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Lincourt v. Employees' Retirement System of Rhode Island

Superior Court of Rhode Island

June 6, 2017

ROBERT L. LINCOURT Petitioner/Appellant
v.
THE EMPLOYEES' RETIREMENT SYSTEM OF RHODE ISLAND, by and through SETH MAGAZINER, in his capacity as Chair and through WILLIAM B. FINELLI, in his capacity as Chair of the Disability Subcommittee of the EMPLOYEES' RETIREMENT SYSTEM OF RHODE ISLAND, Respondents/Appellees

          For Plaintiff: Edward C. Roy, Jr., Esq.

          For Defendant: Michael P. Robinson, Esq.

          DECISION

          TAFT-CARTER, J.

         This matter is before the Court for decision on the appeal of Petitioner Robert L. Lincourt of the January 20, 2015 decision of the Board of the Employees' Retirement System of Rhode Island (ERSRI), which denied the application of Petitioner Lincourt (Petitioner) for a disability pension following his retirement from the Fire Department of the Town of North Providence, Rhode Island. Petitioner contends that he satisfied the requirements for receiving a disability pension, and ERSRI erred in finding that he failed to do so. Jurisdiction is pursuant to G.L. 1956 § 42-35-15.

         I Facts and Travel

         Petitioner was hired by the Fire Department of the Town of North Providence on October 30, 2007. Petitioner was diagnosed with cancer in his right kidney in September 2010. Later that month, he underwent surgery which removed that kidney.

         Petitioner thereafter applied for a disability pension on January 14, 2011. Shortly after filing his application, "Lincourt submitted an 'Applicant's Physician's Statement for Disability' form signed by Frank Fraioli, Jr., D.O., and dated January 21, 2011." R. 20 at 326. Dr. Fraioli opined that "it is presumed that his cancer was caused by exposure during his employment as a firefighter." Id. A medical report from Dr. Vincent J. Zizza, dated December 29, 2010, stated that Petitioner's "kidney cancer could have been caused from his job." He added that Petitioner "did well" after the surgery which removed his right kidney. Id. Dr. Stephen G. McCloy prepared a medical report pursuant to a workers' compensation claim. He found that Petitioner "is actually capable of all duties, " and his assertion that he should not return to employment as a firefighter "is not supported by objective physical deficits or impairments in his examination." Id. at 327.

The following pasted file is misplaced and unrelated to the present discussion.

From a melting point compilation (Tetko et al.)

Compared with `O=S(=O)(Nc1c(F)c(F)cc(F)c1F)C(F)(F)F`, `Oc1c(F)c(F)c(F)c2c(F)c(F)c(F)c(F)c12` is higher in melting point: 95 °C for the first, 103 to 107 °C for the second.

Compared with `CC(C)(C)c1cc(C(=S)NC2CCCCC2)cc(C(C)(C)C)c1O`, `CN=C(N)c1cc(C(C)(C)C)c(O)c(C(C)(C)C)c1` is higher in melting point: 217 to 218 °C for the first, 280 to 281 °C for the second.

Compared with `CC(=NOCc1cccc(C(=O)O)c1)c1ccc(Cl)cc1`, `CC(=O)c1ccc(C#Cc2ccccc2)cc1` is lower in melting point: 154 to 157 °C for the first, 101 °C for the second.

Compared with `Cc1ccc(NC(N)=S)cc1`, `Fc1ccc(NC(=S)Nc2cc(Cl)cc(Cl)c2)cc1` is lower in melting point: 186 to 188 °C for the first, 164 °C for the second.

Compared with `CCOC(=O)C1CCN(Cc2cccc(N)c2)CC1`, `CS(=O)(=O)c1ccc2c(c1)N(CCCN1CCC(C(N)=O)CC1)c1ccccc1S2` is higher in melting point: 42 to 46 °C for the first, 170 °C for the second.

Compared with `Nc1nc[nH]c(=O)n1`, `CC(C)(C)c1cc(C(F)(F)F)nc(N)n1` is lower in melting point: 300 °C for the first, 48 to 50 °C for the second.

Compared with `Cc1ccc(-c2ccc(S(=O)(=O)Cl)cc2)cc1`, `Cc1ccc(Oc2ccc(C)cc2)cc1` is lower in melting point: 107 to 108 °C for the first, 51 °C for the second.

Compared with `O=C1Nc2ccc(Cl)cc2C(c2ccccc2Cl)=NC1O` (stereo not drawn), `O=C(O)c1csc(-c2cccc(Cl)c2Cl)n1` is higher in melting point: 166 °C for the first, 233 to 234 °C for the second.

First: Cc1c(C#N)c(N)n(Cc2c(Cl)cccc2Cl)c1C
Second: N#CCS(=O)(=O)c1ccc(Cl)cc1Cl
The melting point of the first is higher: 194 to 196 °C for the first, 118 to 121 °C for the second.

On August 31, 2011, Petitioner was examined by Vishram B. Rege, M.D. Dr. Rege found that Petitioner's "disability appears to have occurred in the performance of his duties and is not the result of willful negligence or misconduct, or as a result of age or length of service." Id. Dr. Rege also opined that "[t]here is an 80% chance that the cancer will never recur." Significantly, he found that Petitioner is disabled because "he faces potential problems[, ]" and he did not state any duties required of a firefighter that Petitioner is presently unable to perform. Id.

         Petitioner was also examined by Alberto Savoretti, M.D. on June 8, 2012. He found that Petitioner "is not disabled, and given the timeline of his illness, the cancer was not work related." Id. He further concluded that "[t]here is no disability . . . the cancer was already there when [Lincourt] started working [for the Town of North Providence Fire Department], this cannot be construed or considered an occupational exposure, therefore . . . the diagnosis of renal cancer is unrelated and was pre-existing to his employment as a North Providence Firefighter." Id. Dr. Savoretti further found the Petitioner to be "physically and mentally capable and competent" and able to "work all manner of jobs." Id. He concluded that "[t]he threat of trauma from firefighting to his other kidney is not excessive as the kidney is well protected, and the cancer risk . . . would not be more from occupation reasons than say landscaping . . . There is not a reason not to work as a firefighter." Id.